I Added: Yes you can have the same air density at different temperatures and pressures, (from the net)>humid air is lighter than dry air at the same temperature and pressure. <<<< so it gota be true

I figure you all are correct and there must be some left out variable or "constant".
Might you two be reporting about weather in general and what I found on the net refers to a constant volume?

Isn't what I found the reason why rain clouds are up not down like fog?
Or is the vapor in the "outside" air up or down strictly because of temperature.

Dumb backyard thinking more on it if humid air is lighter then wouldn't there be more room in it for fuel vapor?
Yes learning from al vapors are all similar in density if I got it right, then you can control the amount of fuel vapor but you cannot control the amount of air vapor. yep all proly laughable wandering words ... :)

hummmmmm, why don't we carry on board both our fuel and air and not have to deal with what the outside air is doing?
hummmmmm again, dragsters are long could they use their length for drying air to be burned, the blower could suck air thru a dryer beyond air pressure.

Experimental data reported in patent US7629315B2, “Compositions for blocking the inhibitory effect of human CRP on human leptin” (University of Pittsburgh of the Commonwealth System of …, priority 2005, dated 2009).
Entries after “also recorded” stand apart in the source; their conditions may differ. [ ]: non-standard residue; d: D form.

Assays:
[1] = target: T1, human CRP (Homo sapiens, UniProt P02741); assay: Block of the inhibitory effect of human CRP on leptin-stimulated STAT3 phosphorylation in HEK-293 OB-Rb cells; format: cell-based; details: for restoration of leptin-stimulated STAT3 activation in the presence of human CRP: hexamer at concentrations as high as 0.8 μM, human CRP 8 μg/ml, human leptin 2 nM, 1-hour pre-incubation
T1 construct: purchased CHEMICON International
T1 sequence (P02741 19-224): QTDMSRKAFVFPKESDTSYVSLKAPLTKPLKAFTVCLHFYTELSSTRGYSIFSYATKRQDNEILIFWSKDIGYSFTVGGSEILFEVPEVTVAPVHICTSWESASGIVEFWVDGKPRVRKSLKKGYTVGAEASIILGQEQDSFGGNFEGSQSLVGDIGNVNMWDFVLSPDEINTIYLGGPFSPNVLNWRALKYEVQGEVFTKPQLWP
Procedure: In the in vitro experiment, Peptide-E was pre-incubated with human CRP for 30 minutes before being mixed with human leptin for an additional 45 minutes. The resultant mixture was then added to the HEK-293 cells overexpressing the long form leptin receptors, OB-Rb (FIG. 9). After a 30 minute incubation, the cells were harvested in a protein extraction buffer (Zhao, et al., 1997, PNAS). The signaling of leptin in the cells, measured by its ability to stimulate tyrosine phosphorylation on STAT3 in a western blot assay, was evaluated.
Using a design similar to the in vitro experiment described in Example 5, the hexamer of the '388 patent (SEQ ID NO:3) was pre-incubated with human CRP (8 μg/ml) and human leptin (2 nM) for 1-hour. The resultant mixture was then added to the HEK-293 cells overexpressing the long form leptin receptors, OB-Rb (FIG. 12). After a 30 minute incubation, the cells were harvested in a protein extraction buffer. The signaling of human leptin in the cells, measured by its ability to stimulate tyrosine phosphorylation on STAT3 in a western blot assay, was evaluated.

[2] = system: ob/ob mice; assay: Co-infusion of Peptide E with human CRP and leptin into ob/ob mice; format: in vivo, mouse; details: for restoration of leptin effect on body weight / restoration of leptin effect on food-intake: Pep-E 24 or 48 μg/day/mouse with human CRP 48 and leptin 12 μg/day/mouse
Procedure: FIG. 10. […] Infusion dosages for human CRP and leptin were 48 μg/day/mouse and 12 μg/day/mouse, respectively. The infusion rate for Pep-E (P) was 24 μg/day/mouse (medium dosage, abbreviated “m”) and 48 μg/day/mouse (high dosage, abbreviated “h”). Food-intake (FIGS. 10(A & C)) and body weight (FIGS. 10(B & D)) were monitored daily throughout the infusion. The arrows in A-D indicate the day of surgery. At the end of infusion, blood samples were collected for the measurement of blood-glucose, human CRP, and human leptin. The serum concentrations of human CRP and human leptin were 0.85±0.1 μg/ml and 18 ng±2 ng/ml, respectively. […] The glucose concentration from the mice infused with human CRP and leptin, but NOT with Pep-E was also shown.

Which brings me back to if an engine is mechanically supercharged beyond air pressure isn't the blower sucking air in and pushing it into the cylinders?

dumb but it was fun to write
 
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paulkish

old fart
Another dumb thought.

If a supercharger relied only on atmospheric pressure to push air in then wouldn't it create a vacuum at the air entry point limiting its intake to atmospheric pressure?
If that's the case it has to be able to suck an amount of air in beyond what atmospheric pressure can supply via push.
Seems like then when a vacuum is made though the distance between molecules of air or what ever are stretched apart they remain connected and it simply takes more effort to move them. It takes more effort because as vacuum increases each molecule has to be moved a greater distance to become usable in the compressor. Scooping them up by the compressor intake moves the molecules closer and closer together as the dragsters speed increases.

I wonder if to be accurate setting fuel needs if you have to separate your measurements of fuel and air inputs by what is vapor and what is not vapor?
Maybe fuel needs are really about the amount you compress needed vapors followed by how the burning or exploding vapors are able to cause residual liquid to burn. That is assuming fuel is put into a cylinder in both vapor and liquid form.